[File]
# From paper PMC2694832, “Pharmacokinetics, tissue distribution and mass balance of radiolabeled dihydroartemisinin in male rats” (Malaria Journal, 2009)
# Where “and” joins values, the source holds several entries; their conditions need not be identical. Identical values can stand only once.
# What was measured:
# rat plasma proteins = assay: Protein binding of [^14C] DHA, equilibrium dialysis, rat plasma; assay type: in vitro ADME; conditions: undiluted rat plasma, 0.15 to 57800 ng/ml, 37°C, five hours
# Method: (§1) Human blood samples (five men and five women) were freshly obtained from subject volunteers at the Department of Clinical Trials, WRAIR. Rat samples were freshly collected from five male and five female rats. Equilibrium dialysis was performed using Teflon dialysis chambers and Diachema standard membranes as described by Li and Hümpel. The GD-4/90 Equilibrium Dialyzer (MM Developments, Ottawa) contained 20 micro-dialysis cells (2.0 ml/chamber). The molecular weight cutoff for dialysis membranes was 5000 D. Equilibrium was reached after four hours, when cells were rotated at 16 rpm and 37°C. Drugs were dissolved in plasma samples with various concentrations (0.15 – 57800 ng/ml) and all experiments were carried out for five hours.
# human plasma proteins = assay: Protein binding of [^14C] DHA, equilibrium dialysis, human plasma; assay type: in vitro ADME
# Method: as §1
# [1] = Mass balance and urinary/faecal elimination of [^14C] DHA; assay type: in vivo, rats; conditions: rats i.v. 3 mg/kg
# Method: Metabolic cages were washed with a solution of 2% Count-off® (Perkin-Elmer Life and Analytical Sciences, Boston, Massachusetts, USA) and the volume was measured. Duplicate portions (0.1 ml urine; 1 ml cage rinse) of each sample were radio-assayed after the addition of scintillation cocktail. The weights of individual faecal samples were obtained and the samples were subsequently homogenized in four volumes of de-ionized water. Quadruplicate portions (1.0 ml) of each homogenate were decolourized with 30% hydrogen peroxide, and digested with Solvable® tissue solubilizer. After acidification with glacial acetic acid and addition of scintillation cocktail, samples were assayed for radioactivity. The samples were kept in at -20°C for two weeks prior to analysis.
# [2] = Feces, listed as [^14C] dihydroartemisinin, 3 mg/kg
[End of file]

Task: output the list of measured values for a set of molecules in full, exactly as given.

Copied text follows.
# From paper PMC2694832, “Pharmacokinetics, tissue distribution and mass balance of radiolabeled dihydroartemisinin in male rats” (Malaria Journal, 2009)
# Where “and” joins values, the source holds several entries; their conditions need not be identical. Identical values can stand only once.
# What was measured:
# rat plasma proteins = assay: Protein binding of [^14C] DHA, equilibrium dialysis, rat plasma; assay type: in vitro ADME; conditions: undiluted rat plasma, 0.15 to 57800 ng/ml, 37°C, five hours
# Method: (§1) Human blood samples (five men and five women) were freshly obtained from subject volunteers at the Department of Clinical Trials, WRAIR. Rat samples were freshly collected from five male and five female rats. Equilibrium dialysis was performed using Teflon dialysis chambers and Diachema standard membranes as described by Li and Hümpel. The GD-4/90 Equilibrium Dialyzer (MM Developments, Ottawa) contained 20 micro-dialysis cells (2.0 ml/chamber). The molecular weight cutoff for dialysis membranes was 5000 D. Equilibrium was reached after four hours, when cells were rotated at 16 rpm and 37°C. Drugs were dissolved in plasma samples with various concentrations (0.15 – 57800 ng/ml) and all experiments were carried out for five hours.
# human plasma proteins = assay: Protein binding of [^14C] DHA, equilibrium dialysis, human plasma; assay type: in vitro ADME
# Method: as §1
# [1] = Mass balance and urinary/faecal elimination of [^14C] DHA; assay type: in vivo, rats; conditions: rats i.v. 3 mg/kg
# Method: Metabolic cages were washed with a solution of 2% Count-off® (Perkin-Elmer Life and Analytical Sciences, Boston, Massachusetts, USA) and the volume was measured. Duplicate portions (0.1 ml urine; 1 ml cage rinse) of each sample were radio-assayed after the addition of scintillation cocktail. The weights of individual faecal samples were obtained and the samples were subsequently homogenized in four volumes of de-ionized water. Quadruplicate portions (1.0 ml) of each homogenate were decolourized with 30% hydrogen peroxide, and digested with Solvable® tissue solubilizer. After acidification with glacial acetic acid and addition of scintillation cocktail, samples were assayed for radioactivity. The samples were kept in at -20°C for two weeks prior to analysis.
# [2] = Feces, listed as [^14C] dihydroartemisinin, 3 mg/kg